FAQ

Who can work as a volunteer?
Teethsavers Gambia needs all type of dental personnel like dentists, dental hygienists and dental assistants. We work primarily with two things, emergency and preventive care. To carry out emergency dental care (ie, extractions and filling therapy/ART), one must have license to practice dental medicine. Also students and those without dental background can participate and carry out preventive work. Technicians are always needed to help with installation and reparation of dental equipment and units.

How do I apply to volunteer?
Just send us an email!

Who bears the costs?
Volunteering is free, but the volunteers are responsible for travel and livelihoods (ie board and lodging). We will try to arrange cheap and good options as possible for you.

Do I have to have a lot of working experience before I go?

There is no requirement but you should feel secure in your professional capacity. If you want to do invasive work you have to be licensed.

What common dangers are there? 

Serious crime is fairly rare in The Gambia. However, muggings and petty theft do occur, particularly around the tourist centers near the coast, so avoid walking around alone after dark, particularly in areas you don’t know well. In the coast area, beach boys (known as ”bumsters”) are common, and usually wait outside hotels and offer tourists anything from souvenirs to drugs and sex. The easiest is just to ignore these guys completely. Having said this, The Gambia is a safe country and you’ll see that most Gambians are very helpful and friendly often offering you help without asking anything in return. The most common danger is probably that you will grow so fund of the Gambia that you want to come back again and again and again…!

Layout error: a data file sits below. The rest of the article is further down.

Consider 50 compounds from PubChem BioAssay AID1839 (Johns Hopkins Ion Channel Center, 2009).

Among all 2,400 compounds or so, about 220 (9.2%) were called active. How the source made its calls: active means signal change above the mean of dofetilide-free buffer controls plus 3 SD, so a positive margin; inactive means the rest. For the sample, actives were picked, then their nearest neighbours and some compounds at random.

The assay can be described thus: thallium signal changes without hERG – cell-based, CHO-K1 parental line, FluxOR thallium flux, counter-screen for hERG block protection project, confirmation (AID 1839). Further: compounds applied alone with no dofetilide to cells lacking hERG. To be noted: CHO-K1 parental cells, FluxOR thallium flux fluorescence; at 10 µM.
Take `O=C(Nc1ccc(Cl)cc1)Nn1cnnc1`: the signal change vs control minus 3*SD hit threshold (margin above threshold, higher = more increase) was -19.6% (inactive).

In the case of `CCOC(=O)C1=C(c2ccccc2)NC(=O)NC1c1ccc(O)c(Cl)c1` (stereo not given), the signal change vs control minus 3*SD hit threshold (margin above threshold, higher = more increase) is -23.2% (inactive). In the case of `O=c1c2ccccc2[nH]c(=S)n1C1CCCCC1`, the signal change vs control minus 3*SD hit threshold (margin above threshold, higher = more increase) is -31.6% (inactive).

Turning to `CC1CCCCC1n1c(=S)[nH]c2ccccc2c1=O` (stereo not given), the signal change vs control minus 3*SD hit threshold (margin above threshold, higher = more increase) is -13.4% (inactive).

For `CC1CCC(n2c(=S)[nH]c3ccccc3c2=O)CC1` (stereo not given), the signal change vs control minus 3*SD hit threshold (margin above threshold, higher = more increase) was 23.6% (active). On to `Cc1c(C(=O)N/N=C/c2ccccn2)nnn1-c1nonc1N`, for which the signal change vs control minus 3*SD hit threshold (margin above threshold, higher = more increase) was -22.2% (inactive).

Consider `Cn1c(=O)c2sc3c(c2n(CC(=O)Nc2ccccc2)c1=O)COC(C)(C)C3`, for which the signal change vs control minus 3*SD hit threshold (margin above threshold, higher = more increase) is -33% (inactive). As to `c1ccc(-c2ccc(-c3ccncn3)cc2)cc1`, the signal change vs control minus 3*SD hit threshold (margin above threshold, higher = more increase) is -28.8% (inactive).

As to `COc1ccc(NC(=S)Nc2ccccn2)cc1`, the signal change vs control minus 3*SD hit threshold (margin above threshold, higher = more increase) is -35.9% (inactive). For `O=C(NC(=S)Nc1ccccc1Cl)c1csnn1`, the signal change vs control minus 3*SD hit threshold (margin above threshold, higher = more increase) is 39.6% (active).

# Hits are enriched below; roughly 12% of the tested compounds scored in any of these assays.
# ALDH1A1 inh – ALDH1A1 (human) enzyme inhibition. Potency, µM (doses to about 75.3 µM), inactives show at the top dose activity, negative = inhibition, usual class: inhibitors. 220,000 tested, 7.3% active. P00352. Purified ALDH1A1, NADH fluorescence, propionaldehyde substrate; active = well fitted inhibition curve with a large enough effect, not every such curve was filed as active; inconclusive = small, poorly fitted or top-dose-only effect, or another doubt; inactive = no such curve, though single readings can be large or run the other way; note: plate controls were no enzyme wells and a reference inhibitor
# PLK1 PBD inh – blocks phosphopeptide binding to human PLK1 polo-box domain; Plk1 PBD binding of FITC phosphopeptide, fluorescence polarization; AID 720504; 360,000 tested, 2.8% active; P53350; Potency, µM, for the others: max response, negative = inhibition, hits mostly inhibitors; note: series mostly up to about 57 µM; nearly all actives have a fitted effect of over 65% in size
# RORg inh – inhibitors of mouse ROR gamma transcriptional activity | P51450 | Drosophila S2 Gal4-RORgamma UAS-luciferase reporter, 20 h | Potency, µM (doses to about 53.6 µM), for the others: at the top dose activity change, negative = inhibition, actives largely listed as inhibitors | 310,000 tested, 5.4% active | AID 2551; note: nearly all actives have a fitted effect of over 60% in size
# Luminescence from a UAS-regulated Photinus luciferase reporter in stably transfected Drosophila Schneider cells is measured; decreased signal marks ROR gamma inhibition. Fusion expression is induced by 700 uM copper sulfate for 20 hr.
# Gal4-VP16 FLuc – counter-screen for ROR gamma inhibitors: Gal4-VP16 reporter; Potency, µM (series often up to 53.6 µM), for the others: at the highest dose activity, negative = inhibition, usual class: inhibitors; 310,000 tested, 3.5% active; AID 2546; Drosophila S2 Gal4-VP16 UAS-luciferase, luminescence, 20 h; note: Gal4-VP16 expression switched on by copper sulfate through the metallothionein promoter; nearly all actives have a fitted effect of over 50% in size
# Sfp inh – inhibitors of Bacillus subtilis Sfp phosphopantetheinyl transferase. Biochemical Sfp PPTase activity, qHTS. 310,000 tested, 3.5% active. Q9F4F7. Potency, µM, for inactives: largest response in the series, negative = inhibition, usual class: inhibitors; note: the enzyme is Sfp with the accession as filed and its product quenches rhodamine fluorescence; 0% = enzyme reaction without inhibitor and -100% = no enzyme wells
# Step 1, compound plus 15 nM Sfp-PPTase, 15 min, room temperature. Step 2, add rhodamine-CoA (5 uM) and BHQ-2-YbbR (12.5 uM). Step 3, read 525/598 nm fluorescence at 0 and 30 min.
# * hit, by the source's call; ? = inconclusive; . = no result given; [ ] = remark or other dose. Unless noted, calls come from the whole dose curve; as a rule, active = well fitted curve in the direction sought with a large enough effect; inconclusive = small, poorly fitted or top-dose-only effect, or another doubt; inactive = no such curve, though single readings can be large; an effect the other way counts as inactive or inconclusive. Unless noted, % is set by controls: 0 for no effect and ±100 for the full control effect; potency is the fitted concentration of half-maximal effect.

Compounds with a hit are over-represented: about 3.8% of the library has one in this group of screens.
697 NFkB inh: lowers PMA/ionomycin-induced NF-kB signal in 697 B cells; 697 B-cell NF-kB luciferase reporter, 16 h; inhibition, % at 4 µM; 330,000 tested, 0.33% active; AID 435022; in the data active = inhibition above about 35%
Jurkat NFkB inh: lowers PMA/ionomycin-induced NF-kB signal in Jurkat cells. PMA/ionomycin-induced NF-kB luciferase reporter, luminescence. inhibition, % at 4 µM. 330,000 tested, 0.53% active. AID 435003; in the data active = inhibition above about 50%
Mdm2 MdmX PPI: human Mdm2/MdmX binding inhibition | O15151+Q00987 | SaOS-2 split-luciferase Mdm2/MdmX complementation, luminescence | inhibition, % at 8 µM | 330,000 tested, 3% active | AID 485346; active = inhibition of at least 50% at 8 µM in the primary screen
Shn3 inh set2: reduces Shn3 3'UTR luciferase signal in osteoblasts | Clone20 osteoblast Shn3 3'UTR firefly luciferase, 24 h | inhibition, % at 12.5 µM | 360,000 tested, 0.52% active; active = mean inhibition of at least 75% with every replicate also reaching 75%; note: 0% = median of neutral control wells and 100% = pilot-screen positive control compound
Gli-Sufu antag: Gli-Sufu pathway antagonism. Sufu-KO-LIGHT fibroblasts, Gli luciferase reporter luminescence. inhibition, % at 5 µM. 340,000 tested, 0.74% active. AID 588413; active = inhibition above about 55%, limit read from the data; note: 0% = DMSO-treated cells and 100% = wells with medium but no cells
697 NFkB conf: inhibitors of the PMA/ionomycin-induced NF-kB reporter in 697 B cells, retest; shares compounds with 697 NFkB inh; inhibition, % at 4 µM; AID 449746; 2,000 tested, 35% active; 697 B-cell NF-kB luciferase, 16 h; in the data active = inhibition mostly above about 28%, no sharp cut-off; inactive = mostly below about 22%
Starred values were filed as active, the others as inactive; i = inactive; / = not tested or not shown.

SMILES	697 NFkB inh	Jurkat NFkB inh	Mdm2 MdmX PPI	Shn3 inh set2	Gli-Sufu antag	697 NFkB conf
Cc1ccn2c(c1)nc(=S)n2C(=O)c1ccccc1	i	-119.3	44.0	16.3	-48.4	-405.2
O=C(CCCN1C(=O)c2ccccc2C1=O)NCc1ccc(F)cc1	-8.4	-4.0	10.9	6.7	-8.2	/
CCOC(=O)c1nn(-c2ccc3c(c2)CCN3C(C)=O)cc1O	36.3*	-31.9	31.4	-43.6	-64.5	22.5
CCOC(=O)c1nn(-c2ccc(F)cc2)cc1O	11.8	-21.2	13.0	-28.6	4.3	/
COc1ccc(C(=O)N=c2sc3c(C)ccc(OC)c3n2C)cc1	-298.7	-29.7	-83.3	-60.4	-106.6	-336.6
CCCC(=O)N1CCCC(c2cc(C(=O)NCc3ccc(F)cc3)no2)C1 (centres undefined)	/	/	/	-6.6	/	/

Is HIV common?

The HIV prevalence in West and Central Africa remains comparatively low, with the adult HIV prevalence estimated at 2% or under in 2009. This figure is of course higher than in western and central Europe, 0,3%, but considerably lower than in many other African countries. Read more at http://www.unaids.org/en

Do I need to bring my own equipment and materials?

All dental instruments and machines like autoclaves are available. We also try to provide the dental materials like anesthesia, needles, gauze, disinfection, etc, but these are always needed and is much appreciated if you can bring.

What language is spoken in The Gambia?
The Gambia is a multilingual country with many local languages. English is the common language and is spoken and understood by most people. Mandinka, wolof and fula are the most common of the local languages. In the smaller villages it might be more difficult to communicate with English, but usually there is always someone who can help to translate.

What happens if something goes wrong, for example a broken root that won’t come out?
We have the possibility to bring the patient to one dental clinic for x-ray or to refer the patient to Royal Victoria Teaching Hospital, RVTH, in Banjul for further treatment.

What happens if I hurt myself during the treatment?
In case of any accidents such as needle or cut injuries both you and the patient will be tested for any blood borne diseases.